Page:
Singing the Word 2020
A Course in how Plainsong can inspire worship, held in collaboration with St George’s Anglican Church, Paris
Fr Peter came to us with his extensive experience of the Community of the Resurrection at Mirfield, West Yorkshire, where he had been Precentor. Not only did he prove to be a very friendly and approachable Course Director, but someone who possessed an enormous breadth of knowledge about Plainsong and how it can best be used in the Liturgy. His splendid singing voice and encouraging manner meant that all the participants, including those who wouldn’t usually count themselves as ‘singers’, ended up reading and chanting with a will from the sheets he distributed. Fr Peter very generously praised all our efforts, some of which, it has to be said, were more musical than others!
But that wasn’t a problem, as the Course stimulated us to think about what lay behind the phenomenon of Plainsong, which Fr Peter described as “articulated speech”, rather than “music”. We discovered that the physical effort required to chant together well helps open us up to God and to one another. A revelation was the way in which the chanting of Sacred Scripture allows the participants to “get behind” the text of the Psalms and Antiphons used and to achieve a closer encounter with the meaning of the words. After all, the Psalter was the foundation of Christian worship in the early Church. “The chant”, said Fr Peter, “is a passionate thing: it opens the scriptural text to us.” Certainly, in a text such as that where Jesus talks about going up to Jerusalem to accomplish his Passion, we found that the Plainsong remarkably intensified the drama of the narrative, at such places as “And after they have flogged him, they will kill him”.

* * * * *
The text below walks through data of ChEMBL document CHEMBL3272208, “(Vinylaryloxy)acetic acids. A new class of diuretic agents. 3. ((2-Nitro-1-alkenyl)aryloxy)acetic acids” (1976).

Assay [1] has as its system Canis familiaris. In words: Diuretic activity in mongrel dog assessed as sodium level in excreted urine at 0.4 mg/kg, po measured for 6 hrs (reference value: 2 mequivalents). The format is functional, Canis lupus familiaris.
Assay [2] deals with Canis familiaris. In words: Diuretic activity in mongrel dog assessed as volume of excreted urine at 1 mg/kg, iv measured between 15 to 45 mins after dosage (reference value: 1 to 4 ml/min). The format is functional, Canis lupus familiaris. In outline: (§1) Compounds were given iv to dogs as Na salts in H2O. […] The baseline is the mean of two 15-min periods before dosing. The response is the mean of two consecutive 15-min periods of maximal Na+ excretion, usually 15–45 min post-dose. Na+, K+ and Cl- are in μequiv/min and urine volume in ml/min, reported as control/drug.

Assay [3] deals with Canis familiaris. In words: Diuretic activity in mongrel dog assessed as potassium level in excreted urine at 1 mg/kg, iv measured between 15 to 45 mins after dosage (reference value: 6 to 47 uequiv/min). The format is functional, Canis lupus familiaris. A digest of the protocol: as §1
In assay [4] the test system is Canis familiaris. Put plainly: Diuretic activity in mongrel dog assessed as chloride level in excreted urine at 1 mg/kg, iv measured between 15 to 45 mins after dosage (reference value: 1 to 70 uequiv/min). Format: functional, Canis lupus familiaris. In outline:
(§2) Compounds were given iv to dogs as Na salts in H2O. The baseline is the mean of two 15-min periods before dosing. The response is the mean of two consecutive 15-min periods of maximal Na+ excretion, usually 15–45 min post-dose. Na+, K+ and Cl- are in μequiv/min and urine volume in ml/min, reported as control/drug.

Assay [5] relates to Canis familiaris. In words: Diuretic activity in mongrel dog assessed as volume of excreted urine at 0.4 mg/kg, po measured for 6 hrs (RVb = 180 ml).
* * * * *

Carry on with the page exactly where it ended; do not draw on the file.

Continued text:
The influence of leading Plainsong expert, Dr Mary Berry (who died in 2008), was clear at a number of points. We were reminded that one of the most striking of her comments was that Jesus and his disciples may very well have chanted the Lord’s Prayer in much the same way as we did. It was a link with our Christian heritage, given that getting to know Scripture through the discipline required for regular chanting can offset that loss of an intimate knowledge of Scripture that characterises contemporary Western society. Our ignorance is challenged by the biblical text which is living, in the sense that, when chanting, we both attend to the text and receive something from it.
We were introduced to chanting in both Latin and English, and the merits of both were discussed, but our Course Director reminded us that using English by no means detracted from the impact of the whole. We learned the various “moods” or characters of the different Modes that can be used – from intimate, by way of intense, to downright joyful! One of the more striking features of the day was our realisation that chanting is far from an exercise in operatic singing; in fact, the energy conveyed by the text is achieved, rather, by a simplicity of approach which articulates the text and communicates its meaning.
We finished by preparing and chanting the Vigil of the Resurrection, as used by the Community at Mirfield each evening during the year. It included a chant of the Eastern Church in three parts and in speech rhythm (at which point we almost sounded like Orthodox monks and nuns!) and the whole of Psalm 118, during which our Director sang alternate verses with us, the ‘choir’. We learned that, at the halfway stage in each verse, the natural pause is designed to enable us to “listen to the angels singing”; completing the verse is simply “stepping onto their song and joining them”. In other words, we are “participating in something bigger” that’s going on – taking part on Earth in the worship of Heaven.
Two final lessons gleaned from this remarkable day spent together were that, first, in chanting together, we could begin to make the rhythm of the Liturgy our own, absorbing where and how the various elements fit together. And then, we began to apprehend that it is in chanting corporately that we can learn “in our flesh” what the mystical unity of the Body of Christ is. Our chanting was certainly not perfect, but, as Fr Peter reminded us: “Perfection is for Heaven. We near it as we get to know one another through our chanting together”. A memorable day indeed.